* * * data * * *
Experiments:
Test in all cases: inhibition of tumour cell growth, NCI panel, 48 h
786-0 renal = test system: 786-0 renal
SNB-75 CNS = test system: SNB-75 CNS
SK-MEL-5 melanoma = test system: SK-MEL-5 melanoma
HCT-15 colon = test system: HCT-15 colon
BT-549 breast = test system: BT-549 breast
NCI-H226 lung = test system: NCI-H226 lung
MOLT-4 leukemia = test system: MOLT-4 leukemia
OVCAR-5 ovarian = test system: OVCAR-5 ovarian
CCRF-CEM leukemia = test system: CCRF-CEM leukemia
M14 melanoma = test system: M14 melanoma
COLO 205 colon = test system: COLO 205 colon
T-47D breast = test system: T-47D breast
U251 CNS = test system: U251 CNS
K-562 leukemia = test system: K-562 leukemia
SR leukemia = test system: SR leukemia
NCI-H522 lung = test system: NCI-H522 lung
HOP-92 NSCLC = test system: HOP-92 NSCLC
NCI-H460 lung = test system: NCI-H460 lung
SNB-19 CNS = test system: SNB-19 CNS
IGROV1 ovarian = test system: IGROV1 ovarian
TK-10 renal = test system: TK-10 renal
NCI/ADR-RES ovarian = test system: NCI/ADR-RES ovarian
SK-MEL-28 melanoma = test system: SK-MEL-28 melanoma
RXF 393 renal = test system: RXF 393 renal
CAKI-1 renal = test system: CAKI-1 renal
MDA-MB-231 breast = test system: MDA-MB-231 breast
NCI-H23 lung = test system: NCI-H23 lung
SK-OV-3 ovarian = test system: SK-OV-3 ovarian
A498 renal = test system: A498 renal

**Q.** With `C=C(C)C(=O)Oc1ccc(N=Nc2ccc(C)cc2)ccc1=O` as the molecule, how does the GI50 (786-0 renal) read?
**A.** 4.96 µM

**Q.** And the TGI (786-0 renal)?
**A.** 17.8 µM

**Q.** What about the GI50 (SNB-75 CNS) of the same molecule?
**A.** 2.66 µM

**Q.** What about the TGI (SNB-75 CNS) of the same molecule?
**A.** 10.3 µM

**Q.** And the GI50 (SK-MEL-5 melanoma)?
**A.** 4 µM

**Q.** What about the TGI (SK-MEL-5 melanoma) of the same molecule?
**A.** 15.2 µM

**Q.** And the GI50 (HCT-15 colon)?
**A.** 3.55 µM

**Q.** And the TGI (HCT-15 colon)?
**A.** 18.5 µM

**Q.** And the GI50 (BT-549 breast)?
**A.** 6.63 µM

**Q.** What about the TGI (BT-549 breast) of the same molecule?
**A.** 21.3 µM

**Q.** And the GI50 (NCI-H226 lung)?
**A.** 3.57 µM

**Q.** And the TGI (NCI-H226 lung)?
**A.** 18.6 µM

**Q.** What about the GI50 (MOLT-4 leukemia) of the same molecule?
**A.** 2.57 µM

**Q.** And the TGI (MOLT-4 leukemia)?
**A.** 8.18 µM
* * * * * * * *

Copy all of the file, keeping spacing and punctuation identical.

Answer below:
Experiments:
Test in all cases: inhibition of tumour cell growth, NCI panel, 48 h
786-0 renal = test system: 786-0 renal
SNB-75 CNS = test system: SNB-75 CNS
SK-MEL-5 melanoma = test system: SK-MEL-5 melanoma
HCT-15 colon = test system: HCT-15 colon
BT-549 breast = test system: BT-549 breast
NCI-H226 lung = test system: NCI-H226 lung
MOLT-4 leukemia = test system: MOLT-4 leukemia
OVCAR-5 ovarian = test system: OVCAR-5 ovarian
CCRF-CEM leukemia = test system: CCRF-CEM leukemia
M14 melanoma = test system: M14 melanoma
COLO 205 colon = test system: COLO 205 colon
T-47D breast = test system: T-47D breast
U251 CNS = test system: U251 CNS
K-562 leukemia = test system: K-562 leukemia
SR leukemia = test system: SR leukemia
NCI-H522 lung = test system: NCI-H522 lung
HOP-92 NSCLC = test system: HOP-92 NSCLC
NCI-H460 lung = test system: NCI-H460 lung
SNB-19 CNS = test system: SNB-19 CNS
IGROV1 ovarian = test system: IGROV1 ovarian
TK-10 renal = test system: TK-10 renal
NCI/ADR-RES ovarian = test system: NCI/ADR-RES ovarian
SK-MEL-28 melanoma = test system: SK-MEL-28 melanoma
RXF 393 renal = test system: RXF 393 renal
CAKI-1 renal = test system: CAKI-1 renal
MDA-MB-231 breast = test system: MDA-MB-231 breast
NCI-H23 lung = test system: NCI-H23 lung
SK-OV-3 ovarian = test system: SK-OV-3 ovarian
A498 renal = test system: A498 renal

**Q.** With `C=C(C)C(=O)Oc1ccc(N=Nc2ccc(C)cc2)ccc1=O` as the molecule, how does the GI50 (786-0 renal) read?
**A.** 4.96 µM

**Q.** And the TGI (786-0 renal)?
**A.** 17.8 µM

**Q.** What about the GI50 (SNB-75 CNS) of the same molecule?
**A.** 2.66 µM

**Q.** What about the TGI (SNB-75 CNS) of the same molecule?
**A.** 10.3 µM

**Q.** And the GI50 (SK-MEL-5 melanoma)?
**A.** 4 µM

**Q.** What about the TGI (SK-MEL-5 melanoma) of the same molecule?
**A.** 15.2 µM

**Q.** And the GI50 (HCT-15 colon)?
**A.** 3.55 µM

**Q.** And the TGI (HCT-15 colon)?
**A.** 18.5 µM

**Q.** And the GI50 (BT-549 breast)?
**A.** 6.63 µM

**Q.** What about the TGI (BT-549 breast) of the same molecule?
**A.** 21.3 µM

**Q.** And the GI50 (NCI-H226 lung)?
**A.** 3.57 µM

**Q.** And the TGI (NCI-H226 lung)?
**A.** 18.6 µM

**Q.** What about the GI50 (MOLT-4 leukemia) of the same molecule?
**A.** 2.57 µM

**Q.** And the TGI (MOLT-4 leukemia)?
**A.** 8.18 µM